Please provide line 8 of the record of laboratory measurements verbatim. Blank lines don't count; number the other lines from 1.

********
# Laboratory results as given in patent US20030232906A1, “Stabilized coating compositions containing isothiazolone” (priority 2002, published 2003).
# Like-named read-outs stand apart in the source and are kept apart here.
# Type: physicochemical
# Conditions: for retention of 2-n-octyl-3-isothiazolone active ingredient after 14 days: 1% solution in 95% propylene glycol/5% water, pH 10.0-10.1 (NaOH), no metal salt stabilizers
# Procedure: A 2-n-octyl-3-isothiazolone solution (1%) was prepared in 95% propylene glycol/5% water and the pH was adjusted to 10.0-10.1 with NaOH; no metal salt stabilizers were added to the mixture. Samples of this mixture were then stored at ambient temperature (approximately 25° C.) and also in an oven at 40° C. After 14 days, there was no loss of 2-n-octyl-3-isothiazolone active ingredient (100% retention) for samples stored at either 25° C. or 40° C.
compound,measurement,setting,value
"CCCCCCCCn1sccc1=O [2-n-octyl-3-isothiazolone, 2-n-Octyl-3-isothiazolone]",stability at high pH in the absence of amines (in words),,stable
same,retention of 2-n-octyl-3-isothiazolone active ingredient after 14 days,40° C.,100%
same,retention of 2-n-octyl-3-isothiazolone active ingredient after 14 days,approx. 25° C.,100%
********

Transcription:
same,retention of 2-n-octyl-3-isothiazolone active ingredient after 14 days,40° C.,100%